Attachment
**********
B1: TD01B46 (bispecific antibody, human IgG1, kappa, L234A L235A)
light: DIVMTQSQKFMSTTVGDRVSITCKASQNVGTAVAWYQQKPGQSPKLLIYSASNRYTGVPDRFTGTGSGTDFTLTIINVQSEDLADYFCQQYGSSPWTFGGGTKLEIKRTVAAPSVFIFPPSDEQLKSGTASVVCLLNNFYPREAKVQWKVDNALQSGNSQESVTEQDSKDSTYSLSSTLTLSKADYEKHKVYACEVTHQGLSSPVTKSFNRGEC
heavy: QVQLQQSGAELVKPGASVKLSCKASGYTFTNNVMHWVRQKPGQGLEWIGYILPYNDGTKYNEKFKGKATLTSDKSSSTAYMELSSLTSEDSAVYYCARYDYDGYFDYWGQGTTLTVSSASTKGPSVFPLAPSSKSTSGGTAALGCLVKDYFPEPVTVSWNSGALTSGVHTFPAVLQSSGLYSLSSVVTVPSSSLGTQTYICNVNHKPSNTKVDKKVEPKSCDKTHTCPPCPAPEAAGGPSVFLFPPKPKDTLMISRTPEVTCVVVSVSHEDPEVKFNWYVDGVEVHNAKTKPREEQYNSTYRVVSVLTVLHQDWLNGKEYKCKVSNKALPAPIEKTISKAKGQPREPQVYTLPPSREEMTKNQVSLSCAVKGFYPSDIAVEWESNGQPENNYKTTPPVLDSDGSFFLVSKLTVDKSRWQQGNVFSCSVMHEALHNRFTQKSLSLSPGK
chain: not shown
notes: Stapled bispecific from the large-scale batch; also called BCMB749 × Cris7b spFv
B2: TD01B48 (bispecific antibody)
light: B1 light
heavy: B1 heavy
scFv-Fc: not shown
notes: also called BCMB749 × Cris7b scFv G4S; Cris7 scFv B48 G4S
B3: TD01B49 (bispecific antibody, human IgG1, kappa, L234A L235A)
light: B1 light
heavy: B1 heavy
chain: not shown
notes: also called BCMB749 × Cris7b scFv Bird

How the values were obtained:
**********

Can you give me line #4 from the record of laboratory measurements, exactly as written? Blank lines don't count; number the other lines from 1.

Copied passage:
chain: not shown